Patriots > Social and Religious Reformers > Amrit Kaur, Rajkumari
Amrit Kaur, Rajkumari (1889-1964)
Rajkumari Amrit Kaur was born on 2 February 1889, in Lucknow. She belonged to the Ahluwalia royal family of Kapurthala State and was the daughter of Raja Sir Harman Singh. She was the only daughter of her father who was blessed with seven sons. Her father had accepted Christianity as his religion. The Government of Punjab has appointed her father as the manager of Oudh Estates which were more valuable than the State held by the Kapurthala family.

Rajkumari, who inherited Christianity as her religion, had her early education in England. She was sen to Sherborne School for Girls, Dorsetshire, and later jointed a College in London. She devoted most of her time to sports. She was a very good tennis player and won many championships. Rajkumari did not marry.

Rajkumari Amrit Kaur inherited much of her fame and position from her father, who was considered ‘a pious and pure’ Christian. Gopal Krishna Gokhale was one of the friends of Raja Sir Harnam Singh. Acknowledging the inheritance of her father. Amrit Kaur says, ‘The flames of my passionate desire to see India free from foreign domination were fanned by him ‘Amrit Kaur came under the sway and inspiration of Mahatma Gandhi and became one of his close followers and life-long pupils.

In public life Amrit Kaur’s interest was as much in social welfare, particulary women’s upliftment, as in politics. She was the Secretary of All-India Women’s Conference in 1930. From 1931 to 1933 she served as the President of the Women’s Association. In 1932 she gave evidence before the Lothian Committee on Indian franchise and later, as a member of the delegation of Women’s Organisation, she testified before the Joint Select Committee of Parliament on Indian constitutional reforms.

In 1938 she served as the President of All-India Women’s Conference. She also served Mahatma Gandhi as a secretary for sixteen years. She was the first woman to be appointed a member of the Advisory Board of Education, but resigned in August 1942. She was a member of the Hindustani Talimi Sangh. She attended the UNESCO in London in 1945 and in Paris in 1946 as a member of the Indian delegation. She was a member of the Board of Trustees of the All-India Spinners’ Association. After independence in 1947 she was appointed as the first Health Minister of India.

Amrit Kaur joined the Congress Party under Gandhiji’s inspiration and took an active part in its activities throughout her life. She was one of the closest lieutenants of Mahatma Gandhi. She took part in the salt campaign and was arrested in Bombay. Later on when the
communal award was announced, she condemned it outright. She went to Bannu in N. S. F. P. to advocate the cause of the Congress. She was convicted on July 16, 1937 and imprisoned on a charge of sedition. During the Quit India movement in 1942,she led many processions. One of them was subjected to ruthless lathi-charge in Simla. Later she was arrested at Kalka.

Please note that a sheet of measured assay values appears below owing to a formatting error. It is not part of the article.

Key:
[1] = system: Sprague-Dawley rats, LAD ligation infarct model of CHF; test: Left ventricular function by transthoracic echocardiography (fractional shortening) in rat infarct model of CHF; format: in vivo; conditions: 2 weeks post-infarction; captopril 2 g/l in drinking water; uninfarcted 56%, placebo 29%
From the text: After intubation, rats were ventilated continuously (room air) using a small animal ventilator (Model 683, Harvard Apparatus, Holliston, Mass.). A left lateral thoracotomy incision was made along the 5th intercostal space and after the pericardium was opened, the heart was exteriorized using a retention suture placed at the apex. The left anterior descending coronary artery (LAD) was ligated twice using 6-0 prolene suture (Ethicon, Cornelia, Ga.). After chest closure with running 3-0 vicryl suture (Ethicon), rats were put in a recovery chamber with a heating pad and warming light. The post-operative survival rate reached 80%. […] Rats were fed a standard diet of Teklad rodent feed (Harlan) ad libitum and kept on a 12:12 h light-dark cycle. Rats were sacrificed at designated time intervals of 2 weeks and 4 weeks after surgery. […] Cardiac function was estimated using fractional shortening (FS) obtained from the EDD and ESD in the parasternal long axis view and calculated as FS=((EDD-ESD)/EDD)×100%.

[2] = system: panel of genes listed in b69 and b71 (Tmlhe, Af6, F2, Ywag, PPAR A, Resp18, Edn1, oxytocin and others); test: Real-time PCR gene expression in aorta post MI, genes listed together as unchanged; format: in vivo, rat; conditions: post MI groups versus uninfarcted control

Rajkumari was even more active in social work than in politics. She spent most of her time. For the uplift of women and the eradication of social evils such as early marriage, purdah system, illiteracy etc., existing among India women. Regarding marriage and purdah, she wrote, ‘The abolition of earl marriage and purdah, therefore, will not only improve the health of millions of women but will remove two of the main obstacles in the way of the spread of female education.

Needless to say that the position of the widows in Hindu homes, marriage laws and the laws relating to the inheritance of property by women need radical alteration.’ Similarly Rajkumari considered child marriage as one of the serious obstacles in the way of a rightful place for women in the society. According to her, ‘child marriage is eating as a canker into the vitality of our national life. Girls become mothers while they are children themselves, and bring into the world off-springs, who are, in the very nature of things, the victims of disease and ill-health.’

She was strong champion of female education. In one of the women’s conferences she said; ‘In the realm of educational reform, we have urged ever since our inception that there should be free and compulsory education. Again, as far as proper facilities for the female education are concerned, until such time as universal, free and compulsory primary education as well as an adequate supply of infant and girls’ schools equipped with trained women teachers are introduced, we must continue to do our utmost to have the system of education in our exiting institutions changed.’ Similarly, she regarded basic education as the best suited to India.

Rajkumari was equally concerned about the lot of the Harijans. Writing about the Harijans, the deplored, ‘It is a crying shame that the people who cater for our services are relegated in most towns to live in the most abominable dwellings-if, indeed we can call their hovels by this name.’

Rajkumari Amrit Kaur, who inherited the ablest traditions of a royal house, was not only a true patriot and a firm believer in non-violence, but had also been instrumental in the eradication of many of our social evils.
Author : M.S.Ahluwallia